Charlie is always striving to enter new territory, provide himself with fresh challenges, and he has devised printworks of a character called Merman – which has nothing to do with the old American singer but is a striking marine creature that has elicited an approving reaction at Peacock Visual Arts.

He is in his element in this environment, and there’s a sparkle in his eyes as he recalls the lessons which served him so well all those years ago in such down-to-earth towns as Broxburn, Pumpherston and Bathgate.

Charlie Hynes with a Merman artwork
Charlie Hynes has his own unique approach to such art commissions as the Merman.

As somebody who flourished thanks to the advice and assistance of a mentor, Charlie is keen to encourage youngsters in the north east to pursue their own ambitions, even if they believe that art school or university isn’t for them.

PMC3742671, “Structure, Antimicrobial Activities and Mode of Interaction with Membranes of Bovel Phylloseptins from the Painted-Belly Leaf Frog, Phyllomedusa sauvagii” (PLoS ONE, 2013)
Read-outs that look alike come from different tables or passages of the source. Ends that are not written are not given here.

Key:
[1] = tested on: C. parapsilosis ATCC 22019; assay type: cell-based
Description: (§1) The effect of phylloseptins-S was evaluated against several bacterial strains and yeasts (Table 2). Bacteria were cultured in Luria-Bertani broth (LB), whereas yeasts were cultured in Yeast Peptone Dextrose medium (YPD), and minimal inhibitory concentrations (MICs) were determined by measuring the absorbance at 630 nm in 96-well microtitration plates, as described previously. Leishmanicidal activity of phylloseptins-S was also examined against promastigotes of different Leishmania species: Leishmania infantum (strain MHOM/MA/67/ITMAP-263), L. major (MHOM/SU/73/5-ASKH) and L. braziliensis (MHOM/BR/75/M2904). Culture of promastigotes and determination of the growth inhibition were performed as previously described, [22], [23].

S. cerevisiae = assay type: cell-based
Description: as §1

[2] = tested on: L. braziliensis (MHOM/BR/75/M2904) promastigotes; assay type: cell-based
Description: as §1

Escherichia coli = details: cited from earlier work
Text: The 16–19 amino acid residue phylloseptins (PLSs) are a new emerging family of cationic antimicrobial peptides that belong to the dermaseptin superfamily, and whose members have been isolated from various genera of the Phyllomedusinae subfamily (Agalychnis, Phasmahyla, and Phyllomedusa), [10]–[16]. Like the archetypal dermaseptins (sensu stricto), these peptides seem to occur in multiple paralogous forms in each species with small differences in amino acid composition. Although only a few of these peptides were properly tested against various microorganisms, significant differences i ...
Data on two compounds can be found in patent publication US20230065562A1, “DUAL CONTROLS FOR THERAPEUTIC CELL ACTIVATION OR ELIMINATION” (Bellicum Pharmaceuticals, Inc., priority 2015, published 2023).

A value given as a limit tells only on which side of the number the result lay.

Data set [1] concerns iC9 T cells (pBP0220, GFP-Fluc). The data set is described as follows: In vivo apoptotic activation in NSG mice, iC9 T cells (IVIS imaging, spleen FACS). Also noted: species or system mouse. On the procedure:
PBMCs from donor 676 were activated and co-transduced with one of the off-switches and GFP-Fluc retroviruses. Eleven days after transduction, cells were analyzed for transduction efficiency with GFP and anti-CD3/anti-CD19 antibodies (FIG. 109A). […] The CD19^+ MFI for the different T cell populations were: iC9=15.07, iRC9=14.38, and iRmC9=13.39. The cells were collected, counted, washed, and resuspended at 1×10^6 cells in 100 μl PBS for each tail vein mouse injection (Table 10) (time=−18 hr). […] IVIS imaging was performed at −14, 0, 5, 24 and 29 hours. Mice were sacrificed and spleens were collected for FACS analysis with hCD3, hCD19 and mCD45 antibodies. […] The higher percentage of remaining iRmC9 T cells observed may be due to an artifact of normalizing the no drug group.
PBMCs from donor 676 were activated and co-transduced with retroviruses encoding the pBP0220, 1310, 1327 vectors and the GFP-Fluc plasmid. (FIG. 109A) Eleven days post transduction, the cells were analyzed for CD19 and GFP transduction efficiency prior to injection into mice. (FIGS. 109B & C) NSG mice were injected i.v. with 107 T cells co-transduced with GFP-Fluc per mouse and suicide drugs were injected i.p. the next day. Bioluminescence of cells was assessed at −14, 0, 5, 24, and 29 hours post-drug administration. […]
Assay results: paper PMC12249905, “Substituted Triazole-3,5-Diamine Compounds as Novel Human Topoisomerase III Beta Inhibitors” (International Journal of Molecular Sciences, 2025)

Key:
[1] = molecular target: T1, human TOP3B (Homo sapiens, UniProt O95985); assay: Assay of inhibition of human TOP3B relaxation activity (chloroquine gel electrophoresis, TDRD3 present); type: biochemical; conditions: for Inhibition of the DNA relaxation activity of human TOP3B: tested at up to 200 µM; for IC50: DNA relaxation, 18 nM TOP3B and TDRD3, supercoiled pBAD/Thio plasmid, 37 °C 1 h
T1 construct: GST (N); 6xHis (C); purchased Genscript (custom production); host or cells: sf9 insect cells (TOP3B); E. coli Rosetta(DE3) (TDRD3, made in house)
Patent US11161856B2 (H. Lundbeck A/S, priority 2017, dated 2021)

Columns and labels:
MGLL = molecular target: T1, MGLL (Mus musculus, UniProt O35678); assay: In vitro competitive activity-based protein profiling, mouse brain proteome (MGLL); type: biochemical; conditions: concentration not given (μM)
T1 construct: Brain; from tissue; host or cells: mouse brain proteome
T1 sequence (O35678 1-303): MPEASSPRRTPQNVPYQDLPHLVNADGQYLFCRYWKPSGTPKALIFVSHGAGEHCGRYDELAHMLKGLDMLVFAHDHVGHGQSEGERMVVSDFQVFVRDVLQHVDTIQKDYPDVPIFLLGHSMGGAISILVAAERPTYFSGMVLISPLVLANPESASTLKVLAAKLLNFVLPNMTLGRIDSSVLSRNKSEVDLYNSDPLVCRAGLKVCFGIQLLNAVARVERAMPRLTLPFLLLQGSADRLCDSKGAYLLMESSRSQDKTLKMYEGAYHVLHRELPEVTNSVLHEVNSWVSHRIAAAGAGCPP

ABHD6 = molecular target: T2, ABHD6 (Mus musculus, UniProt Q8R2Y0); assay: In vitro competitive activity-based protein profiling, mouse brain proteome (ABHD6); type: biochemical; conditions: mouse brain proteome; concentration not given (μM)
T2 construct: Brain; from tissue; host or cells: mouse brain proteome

He said: “I saw so many people with talent who didn’t get the chance to go to college that it taught me you have to keep working at your own portfolio and demonstrate your ability in as many different fields as possible.

“Everybody needs to be encouraged and given a step up at the start of their careers and I’m constantly delighted at the standard of art which is being produced not just here in Aberdeen, but across Scotland.

“I’m happy to help anybody who might want any advice.

“Who knows what might have happened to me without Hugh Tuckerman all those years ago?”

Peacock Visual Arts brought forward this design for a planned £10m contemporary arts centre in Union Terrace Gardens.
Peacock Visual Arts brought forward this design for a £10m contemporary arts centre in Union Terrace Gardens.

Charlie admits that he struggled to understand the Doric dialect when he first arrived in the Granite City.

But in the intervening years, he has revelled in all manner of projects from Union Street 2000 to Blackhall’s collection of poems, Heilanman’s Sporran.

And who knows what he might brew up in the years ahead?